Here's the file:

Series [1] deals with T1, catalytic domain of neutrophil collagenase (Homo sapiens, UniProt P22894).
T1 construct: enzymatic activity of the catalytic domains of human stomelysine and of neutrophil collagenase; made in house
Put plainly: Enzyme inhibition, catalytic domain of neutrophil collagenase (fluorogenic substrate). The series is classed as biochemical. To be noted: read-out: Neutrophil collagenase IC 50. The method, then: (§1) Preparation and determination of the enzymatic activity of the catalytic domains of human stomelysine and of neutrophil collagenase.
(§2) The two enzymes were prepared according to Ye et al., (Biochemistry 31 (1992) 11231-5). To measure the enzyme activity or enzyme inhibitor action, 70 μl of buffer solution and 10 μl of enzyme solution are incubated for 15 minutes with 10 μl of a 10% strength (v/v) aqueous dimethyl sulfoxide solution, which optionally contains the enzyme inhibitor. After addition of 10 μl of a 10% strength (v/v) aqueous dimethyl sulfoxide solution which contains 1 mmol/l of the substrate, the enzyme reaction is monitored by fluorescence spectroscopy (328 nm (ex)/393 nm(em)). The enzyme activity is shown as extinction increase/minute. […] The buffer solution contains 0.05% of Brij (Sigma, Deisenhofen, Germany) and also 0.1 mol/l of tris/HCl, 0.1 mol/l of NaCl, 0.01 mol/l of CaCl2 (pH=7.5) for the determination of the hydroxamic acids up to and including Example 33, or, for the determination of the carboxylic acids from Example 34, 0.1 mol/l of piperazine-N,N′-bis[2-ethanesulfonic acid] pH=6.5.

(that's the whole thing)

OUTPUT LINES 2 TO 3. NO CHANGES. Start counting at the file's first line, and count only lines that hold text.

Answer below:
T1 construct: enzymatic activity of the catalytic domains of human stomelysine and of neutrophil collagenase; made in house
Put plainly: Enzyme inhibition, catalytic domain of neutrophil collagenase (fluorogenic substrate). The series is classed as biochemical. To be noted: read-out: Neutrophil collagenase IC 50. The method, then: (§1) Preparation and determination of the enzymatic activity of the catalytic domains of human stomelysine and of neutrophil collagenase.